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When can an employer ask for an independent medical examination?

Employment Standards | Human Rights

The Ontario Court of Appeal has confirmed that in certain circumstances, it is reasonable for an employer to demand an Independent Medical Examination (“IME”) to determine whether an employee needs accommodation and if so, how. In August 2017, the Court denied leave to appeal the Divisional Court’s decision that found the employer was justified in requesting an IME as part of the process of accommodation.


The Applicant, Marcello Bottiglia (“Bottiglia”), worked for the Ottawa Catholic School Board (the “OCSB”) for 35 years. He began as a teacher and worked his way up to become Superintendent of Schools.

In 2010, the OCSB appointed a new Director of Education. Bottiglia was interested in applying for that position and was upset to learn that the OCSB relied on an appointment process rather than holding an open competition. Shortly after, he went on sick leave and was diagnosed as suffering from a unipolar depressive disorder with anxiety features. Bottiglia claimed that his depression was caused by his disappointment towards the unfair process that was used to select a new Director.

Request for accommodation

For two years Bottiglia provided the OCSB with medical information which stated that he was unable to return to work. In June of 2012, he provided the OCSB with correspondence from his psychiatrist which stated that his condition was resistant to treatment, that a return to work could result in a relapse and that he required an extended period off work. Somewhat surprisingly, two months later, Bottiglia provided the OCSB with further correspondence from his psychiatrist which stated that he was ready to return to work, albeit with restrictions. Notably, this coincided with the end of Bottiglia’s entitlement to paid leave.

The restrictions that were allegedly required included a modified schedule of four hours per day, two days per week over a six to twelve month period. The psychiatrist also indicated that Bottiglia might never be able to return to a full-time capacity.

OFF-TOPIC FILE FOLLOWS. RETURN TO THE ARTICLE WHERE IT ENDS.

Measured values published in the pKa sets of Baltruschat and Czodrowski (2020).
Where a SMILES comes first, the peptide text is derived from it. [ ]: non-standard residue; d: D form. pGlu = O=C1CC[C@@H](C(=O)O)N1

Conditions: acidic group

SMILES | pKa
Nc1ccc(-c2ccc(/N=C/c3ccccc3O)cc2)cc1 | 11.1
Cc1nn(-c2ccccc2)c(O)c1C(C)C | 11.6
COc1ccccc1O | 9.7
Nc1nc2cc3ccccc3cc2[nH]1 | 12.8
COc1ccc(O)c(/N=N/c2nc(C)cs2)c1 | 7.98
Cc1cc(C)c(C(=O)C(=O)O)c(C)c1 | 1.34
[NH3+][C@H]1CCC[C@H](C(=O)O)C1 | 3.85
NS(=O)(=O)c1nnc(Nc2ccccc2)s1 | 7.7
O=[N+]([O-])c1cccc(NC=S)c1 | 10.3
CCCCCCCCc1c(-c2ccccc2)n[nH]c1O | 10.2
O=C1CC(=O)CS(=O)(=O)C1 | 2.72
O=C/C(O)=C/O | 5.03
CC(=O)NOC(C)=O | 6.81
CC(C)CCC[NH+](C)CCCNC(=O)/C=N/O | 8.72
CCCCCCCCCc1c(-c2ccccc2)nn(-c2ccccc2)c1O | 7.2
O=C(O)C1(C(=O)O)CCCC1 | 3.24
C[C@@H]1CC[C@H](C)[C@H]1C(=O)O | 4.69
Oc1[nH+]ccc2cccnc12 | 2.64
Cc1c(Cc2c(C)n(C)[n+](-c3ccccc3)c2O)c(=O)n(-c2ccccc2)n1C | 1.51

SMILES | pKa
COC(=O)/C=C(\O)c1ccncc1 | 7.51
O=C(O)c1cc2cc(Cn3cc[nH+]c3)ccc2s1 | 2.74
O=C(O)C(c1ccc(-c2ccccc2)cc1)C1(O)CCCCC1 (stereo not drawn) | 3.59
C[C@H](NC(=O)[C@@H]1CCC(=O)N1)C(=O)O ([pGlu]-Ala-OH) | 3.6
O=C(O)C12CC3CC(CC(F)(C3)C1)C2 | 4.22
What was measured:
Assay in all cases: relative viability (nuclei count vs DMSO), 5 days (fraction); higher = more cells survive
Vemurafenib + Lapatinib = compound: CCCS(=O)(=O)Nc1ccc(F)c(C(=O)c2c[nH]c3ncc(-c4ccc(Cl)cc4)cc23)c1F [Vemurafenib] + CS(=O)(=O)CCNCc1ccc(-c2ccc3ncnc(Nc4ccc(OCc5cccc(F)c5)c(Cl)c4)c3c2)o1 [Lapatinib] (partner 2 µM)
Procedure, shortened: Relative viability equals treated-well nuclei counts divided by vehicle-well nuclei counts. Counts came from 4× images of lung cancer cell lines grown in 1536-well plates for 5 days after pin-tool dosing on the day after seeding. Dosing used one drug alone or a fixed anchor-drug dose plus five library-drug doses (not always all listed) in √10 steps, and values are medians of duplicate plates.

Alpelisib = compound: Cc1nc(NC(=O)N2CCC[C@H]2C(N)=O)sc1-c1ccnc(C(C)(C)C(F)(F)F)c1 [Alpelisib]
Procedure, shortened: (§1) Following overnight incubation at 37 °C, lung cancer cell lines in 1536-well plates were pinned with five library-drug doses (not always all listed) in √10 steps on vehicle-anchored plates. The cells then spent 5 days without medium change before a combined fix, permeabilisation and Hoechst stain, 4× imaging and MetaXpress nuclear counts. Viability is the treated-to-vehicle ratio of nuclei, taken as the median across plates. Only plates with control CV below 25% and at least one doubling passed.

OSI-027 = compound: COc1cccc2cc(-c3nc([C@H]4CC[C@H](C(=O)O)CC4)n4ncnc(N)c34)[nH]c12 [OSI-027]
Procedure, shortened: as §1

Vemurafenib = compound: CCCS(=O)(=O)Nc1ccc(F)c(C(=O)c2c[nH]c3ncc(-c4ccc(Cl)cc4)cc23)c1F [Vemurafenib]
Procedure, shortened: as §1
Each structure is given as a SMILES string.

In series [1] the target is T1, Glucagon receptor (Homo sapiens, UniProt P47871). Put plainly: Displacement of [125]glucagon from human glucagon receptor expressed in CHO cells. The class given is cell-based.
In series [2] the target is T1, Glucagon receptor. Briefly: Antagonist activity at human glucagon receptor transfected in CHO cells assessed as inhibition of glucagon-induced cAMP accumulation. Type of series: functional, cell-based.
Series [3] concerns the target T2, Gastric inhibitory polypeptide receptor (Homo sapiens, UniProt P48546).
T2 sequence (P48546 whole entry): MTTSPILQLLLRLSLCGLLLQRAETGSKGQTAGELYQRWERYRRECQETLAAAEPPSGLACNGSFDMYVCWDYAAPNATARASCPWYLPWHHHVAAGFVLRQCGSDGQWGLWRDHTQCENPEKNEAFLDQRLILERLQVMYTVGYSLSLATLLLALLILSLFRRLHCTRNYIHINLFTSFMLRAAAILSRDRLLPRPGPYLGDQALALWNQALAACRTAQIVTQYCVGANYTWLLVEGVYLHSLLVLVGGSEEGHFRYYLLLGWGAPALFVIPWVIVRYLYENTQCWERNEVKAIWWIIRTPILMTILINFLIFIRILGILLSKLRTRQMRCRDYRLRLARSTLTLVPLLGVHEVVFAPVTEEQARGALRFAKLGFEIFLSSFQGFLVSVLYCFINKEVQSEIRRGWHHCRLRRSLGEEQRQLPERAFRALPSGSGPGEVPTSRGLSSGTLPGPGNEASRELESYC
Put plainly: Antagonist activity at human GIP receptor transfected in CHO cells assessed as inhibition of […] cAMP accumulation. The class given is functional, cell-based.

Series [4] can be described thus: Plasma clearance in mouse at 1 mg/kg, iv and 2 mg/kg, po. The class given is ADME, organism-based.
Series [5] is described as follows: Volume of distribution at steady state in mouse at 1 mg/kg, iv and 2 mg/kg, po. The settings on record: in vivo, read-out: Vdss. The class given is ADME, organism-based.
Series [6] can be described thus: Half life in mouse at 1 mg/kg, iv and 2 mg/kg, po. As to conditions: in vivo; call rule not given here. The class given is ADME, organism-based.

The OCSB asserted that the requested accommodation was unworkable due to the demanding nature of the Superintendent position and that the psychiatrist was recommending accommodation without an objective understanding of Bottiglia’s workplace or the essential duties of a Superintendent, which had changed since Bottiglia went on leave.

The OCSB was also cautious about the psychiatrist’s sudden about-face and the timing thereof. As such, they determined that an IME would be necessary. Bottiglia refused to submit to the IME.

Application to the Ontario Human Rights Tribunal (the “Tribunal”)

Bottiglia brought an application to the Tribunal alleging that the OCSB improperly required that he attend an IME before he could be allowed to return to work and therefore breached its duty to accommodate him.

The Tribunal dismissed the application, finding that after receiving conflicting recommendations from Bottiglia’s psychiatrist, it was reasonable for the OCSB to require additional information about his medical condition, prognosis, restrictions and potential accommodations and that it was reasonable to require an IME to obtain this information.

Appeal to the Ontario Divisional Court (the “Court”)

The Court upheld the Tribunal’s decision and confirmed that in certain circumstances,  employers are justified in requesting IMEs as part of their duty to accommodate under the Ontario Human Rights Code (the “Code).

The Court added that before requesting an IME, an employer should carefully consider whether asking for additional information or clarification from the employee’s treating physician would be more sufficient. This is especially important where the information provided is inadequate, but there is no reason to believe that the treating physician is misinformed or unreliable.

Appeal to the Ontario Court of Appeal

The Ontario Court of Appeal dismissed the motion for leave to appeal without providing reasons.

Takeaways for employers

The Court found that the duty imposed on employers by section 17(2) of the Code gives them the right, in certain circumstances, to ask for an IME. This does not mean that an employer has a right to request an IME at any time, or that an employee must automatically submit to one as part of the accommodation request. Rather, the Court held that an IME is appropriate where the employer has reasonable and bona fide grounds to question the adequacy and reliability of the information provided by the employee’s treating physician.

If an IME is warranted, employers should be cautious in how they communicate with the independent medical examiner. They may provide relevant information about the circumstances but should be careful not to provide irrelevant information that might impair the objectivity of the independent examiner. If they do so, the employee will be justified in refusing to attend the IME. Employers should, therefore, limit their communication to information about the nature of the employment, and the events leading to the employee’s absence.

Takeaway for employees

The Court’s decision does not mean that an employee must agree to an IME as part of their request for accommodation. Neither does it give employers an automatic and unrestricted right to demand an IME. Rather, in certain circumstances, an employer will be justified in asking an employee to attend an IME as part of its duty to accommodate.

Employees can counteract the need for an IME by providing adequate and clear information from their treating physician, along with a reasonable accommodation plan specifically tailored to their position.

Originally published on First Reference Talks.

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